Kegconnection Complete Starter Kit and More Giveaway!


Home Brew Forums > Home Brewing Beer > Fermentation & Yeast > Aging: what exactly happens?

Reply
 
LinkBack Thread Tools
Old 04-07-2011, 01:02 PM   #21
HairyDogBrewing
Feedback Score: 0 reviews
Recipes 
 
Join Date: Feb 2008
Location: Mechanicsburg, PA
Posts: 580
Liked 4 Times on 4 Posts

Default

I've always wondered about this too.
I know that hundreds of organic compounds are created and consumed during fermentation.
But, except for sugars and ethanol, I haven't seen anywhere that compound A has x ppm to start and y ppm after a certain amount of time.
It's even more complicated for products that are barrel aged.

__________________
HairyDogBrewing is offline
 
Reply With Quote Quick reply to this message
Old 04-07-2011, 01:03 PM   #22
MalFet
/bɪər nərd/
HBT_LIFETIMESUPPORTER.png
Feedback Score: 1 reviews
 
MalFet's Avatar
Recipes 
 
Join Date: May 2010
Location: NYC / Kathmandu
Posts: 8,177
Liked 1216 Times on 804 Posts
Likes Given: 551

Default

Quote:
Originally Posted by remilard View Post
Redox.

That was easy.
Are you suggesting that diacetyl, acetaldehyde, etc. undergo substantial redox in the absence of yeast? I've never heard such a thing, but I'd be delighted to learn it.
__________________
MalFet is offline
 
Reply With Quote Quick reply to this message
Old 04-07-2011, 01:08 PM   #23
Flywheel
Feedback Score: 0 reviews
Recipes 
 
Join Date: Oct 2010
Location: pig's eye
Posts: 384
Liked 2 Times on 2 Posts
Likes Given: 3

Default

subscribed.

__________________
Keg1: IRA
Keg2: StarSan
Keg3: British Bitter
Keg4: StarSan
Bottle: Belgian Strong Golden Ale
Secondary: 68ºF air
Primary1: Cider
Primary2: Nothing
Planned: hmmmmmm

You mean a woman of your culture and money and beauty and money and wealth and money would, would marry that imposter?

Poison for email spiders
Flywheel is offline
 
Reply With Quote Quick reply to this message
Old 04-07-2011, 01:11 PM   #24
ayoungrad
Feedback Score: 0 reviews
Recipes 
 
Join Date: Sep 2010
Location: Newton, MA
Posts: 1,100
Liked 7 Times on 7 Posts
Likes Given: 1

Default

Quote:
Originally Posted by HairyDogBrewing View Post
I've always wondered about this too.
I know that hundreds of organic compounds are created and consumed during fermentation.
But, except for sugars and ethanol, I haven't seen anywhere that compound A has x ppm to start and y ppm after a certain amount of time.
It's even more complicated for products that are barrel aged.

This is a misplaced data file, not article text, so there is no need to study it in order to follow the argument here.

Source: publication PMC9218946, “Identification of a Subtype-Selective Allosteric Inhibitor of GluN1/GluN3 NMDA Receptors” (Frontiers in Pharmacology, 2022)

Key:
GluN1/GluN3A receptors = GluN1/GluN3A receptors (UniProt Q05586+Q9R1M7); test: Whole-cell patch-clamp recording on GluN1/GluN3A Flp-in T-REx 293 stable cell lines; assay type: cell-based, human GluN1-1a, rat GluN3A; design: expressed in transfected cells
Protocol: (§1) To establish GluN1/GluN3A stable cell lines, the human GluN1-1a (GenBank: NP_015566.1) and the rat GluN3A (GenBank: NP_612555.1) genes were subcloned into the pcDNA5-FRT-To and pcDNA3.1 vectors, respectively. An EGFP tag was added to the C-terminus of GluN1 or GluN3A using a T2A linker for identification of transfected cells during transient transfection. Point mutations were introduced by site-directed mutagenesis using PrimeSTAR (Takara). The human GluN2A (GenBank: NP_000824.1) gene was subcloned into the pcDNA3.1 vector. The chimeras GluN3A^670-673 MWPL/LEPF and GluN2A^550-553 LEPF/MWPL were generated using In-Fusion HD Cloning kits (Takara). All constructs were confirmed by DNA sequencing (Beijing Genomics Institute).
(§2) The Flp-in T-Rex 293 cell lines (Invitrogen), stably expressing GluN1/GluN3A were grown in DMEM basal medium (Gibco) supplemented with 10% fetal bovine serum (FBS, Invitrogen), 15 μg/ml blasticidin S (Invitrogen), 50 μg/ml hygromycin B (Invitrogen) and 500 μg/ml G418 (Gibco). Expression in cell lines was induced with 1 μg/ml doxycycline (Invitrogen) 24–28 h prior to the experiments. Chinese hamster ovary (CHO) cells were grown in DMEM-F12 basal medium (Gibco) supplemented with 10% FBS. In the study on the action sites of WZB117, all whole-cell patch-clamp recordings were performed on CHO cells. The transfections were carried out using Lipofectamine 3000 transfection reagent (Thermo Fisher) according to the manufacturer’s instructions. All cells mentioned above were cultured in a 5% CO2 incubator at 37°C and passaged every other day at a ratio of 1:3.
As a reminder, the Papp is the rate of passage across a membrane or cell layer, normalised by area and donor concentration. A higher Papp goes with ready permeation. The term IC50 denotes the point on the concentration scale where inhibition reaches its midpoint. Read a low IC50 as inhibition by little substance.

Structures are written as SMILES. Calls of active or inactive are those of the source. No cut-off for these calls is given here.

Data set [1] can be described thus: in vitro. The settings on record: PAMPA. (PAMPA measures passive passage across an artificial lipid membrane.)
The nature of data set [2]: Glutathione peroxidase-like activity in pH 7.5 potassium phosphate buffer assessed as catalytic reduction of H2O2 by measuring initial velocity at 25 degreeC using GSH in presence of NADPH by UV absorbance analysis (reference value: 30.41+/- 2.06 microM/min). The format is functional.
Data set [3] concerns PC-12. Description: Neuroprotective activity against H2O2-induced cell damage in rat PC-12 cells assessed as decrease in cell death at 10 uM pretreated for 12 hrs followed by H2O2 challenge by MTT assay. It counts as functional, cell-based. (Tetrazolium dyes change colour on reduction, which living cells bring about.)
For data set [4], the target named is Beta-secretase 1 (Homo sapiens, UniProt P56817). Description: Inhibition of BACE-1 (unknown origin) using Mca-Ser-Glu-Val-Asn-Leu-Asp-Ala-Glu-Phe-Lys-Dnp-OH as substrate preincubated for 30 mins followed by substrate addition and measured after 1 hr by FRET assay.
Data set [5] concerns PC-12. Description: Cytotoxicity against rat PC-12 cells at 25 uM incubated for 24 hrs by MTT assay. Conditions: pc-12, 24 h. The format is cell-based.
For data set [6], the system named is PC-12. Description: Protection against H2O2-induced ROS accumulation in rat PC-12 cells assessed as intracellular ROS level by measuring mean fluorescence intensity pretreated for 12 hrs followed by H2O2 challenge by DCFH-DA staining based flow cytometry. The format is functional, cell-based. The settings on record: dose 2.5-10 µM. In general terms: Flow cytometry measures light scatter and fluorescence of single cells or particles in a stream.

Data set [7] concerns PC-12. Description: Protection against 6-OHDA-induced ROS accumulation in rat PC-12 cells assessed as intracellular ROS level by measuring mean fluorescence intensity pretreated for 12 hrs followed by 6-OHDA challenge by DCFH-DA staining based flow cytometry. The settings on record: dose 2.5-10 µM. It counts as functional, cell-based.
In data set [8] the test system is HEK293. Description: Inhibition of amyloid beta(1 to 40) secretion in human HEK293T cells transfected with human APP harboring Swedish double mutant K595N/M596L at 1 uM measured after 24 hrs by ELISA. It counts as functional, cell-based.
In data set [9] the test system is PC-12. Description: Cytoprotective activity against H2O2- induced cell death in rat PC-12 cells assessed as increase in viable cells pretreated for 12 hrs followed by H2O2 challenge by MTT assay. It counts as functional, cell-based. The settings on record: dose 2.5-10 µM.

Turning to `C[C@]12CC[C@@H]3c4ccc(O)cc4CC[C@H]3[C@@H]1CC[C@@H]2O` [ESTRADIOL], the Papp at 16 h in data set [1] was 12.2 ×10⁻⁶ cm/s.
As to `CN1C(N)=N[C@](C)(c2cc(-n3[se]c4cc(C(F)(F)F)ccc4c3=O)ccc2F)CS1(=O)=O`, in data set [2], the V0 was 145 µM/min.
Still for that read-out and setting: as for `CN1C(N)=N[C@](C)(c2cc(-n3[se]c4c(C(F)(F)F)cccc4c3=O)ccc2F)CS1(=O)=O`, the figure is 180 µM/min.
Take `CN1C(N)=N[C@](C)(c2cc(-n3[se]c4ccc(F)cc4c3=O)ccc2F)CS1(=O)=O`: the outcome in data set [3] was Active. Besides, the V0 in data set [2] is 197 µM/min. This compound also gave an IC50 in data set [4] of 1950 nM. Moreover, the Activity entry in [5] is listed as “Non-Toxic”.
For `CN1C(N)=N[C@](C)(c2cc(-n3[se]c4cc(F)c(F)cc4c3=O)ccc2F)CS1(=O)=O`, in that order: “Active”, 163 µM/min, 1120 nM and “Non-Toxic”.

If you need that much info, look at the link and try to find the sources for that book. You will probably get the x and y of it there. But I really think that is reinventing the wheel. I do know and understand the term "standing on the shoulders of giants" but I think there are some things we can take at face value.
__________________
ayoungrad is offline
 
Reply With Quote Quick reply to this message
Old 04-07-2011, 01:18 PM   #25
Indyking
Feedback Score: 0 reviews
Recipes 
 
Join Date: Aug 2010
Location: Indy-Madison (WI)
Posts: 690
Liked 11 Times on 11 Posts
Likes Given: 8

Default

Quote:
Originally Posted by ayoungrad View Post
I read the article. And by read I mean I read it like I read any such article - I read the abstract, the introduction and the discussion. So if I missed something, let me know...

But this article seems to be aimed at explaining why dormant yeast cells have a limited life span compared with those yeast cells that remain active. It is an article about the aging of yeast, not the aging of beer. The points you bring up have little to do with the thrust of the article.

But, in all sincerity, if you find an scientific article about the aging of beer, I would love to read it.
Quote:
Originally Posted by MalFet View Post
You'll have to direct me to the part of the article that says anything about yeast activity levels in a sugar-poor environment, because I can't find a darn word. The article talks about transgenerational effects of stress, and in particular compares daughters of stressed cells to naturally aged cells. I might be missing something, but I don't see a connection to the role of yeast in processing metabolic intermediates once the majority of fermentation has completed.

I'm afraid there is not and there will never be a specific article in such a highly regarded journal that study Saccharomyces cerevisiae metabolism in the context of homebrewing. Well, there better not be anyway, because funding for research has higher priorities.

This was just the closest high quality article I could find to prove common knowledge about general Saccharomyces cerevisiae metabolism. It applies to most situations. That's how evidence for research hypotheses are built in many cases, based on common facts well accepted in the scientific community.

I am not going to fight this any longer. I can assure you, yeasts may play a role during that aging process after starvation (when sugar in the wort is depleted and final SG is reached), but all evidence based in high quality research on Saccharomyces cerevisiae metabolism suggest it would be a very minor role.

I find it very hard to argue against perceptions that have been perpetuated for too long in any community, online or not; it’s almost a change of culture effort, and that is not my goal here by any means.
__________________
Indyking is offline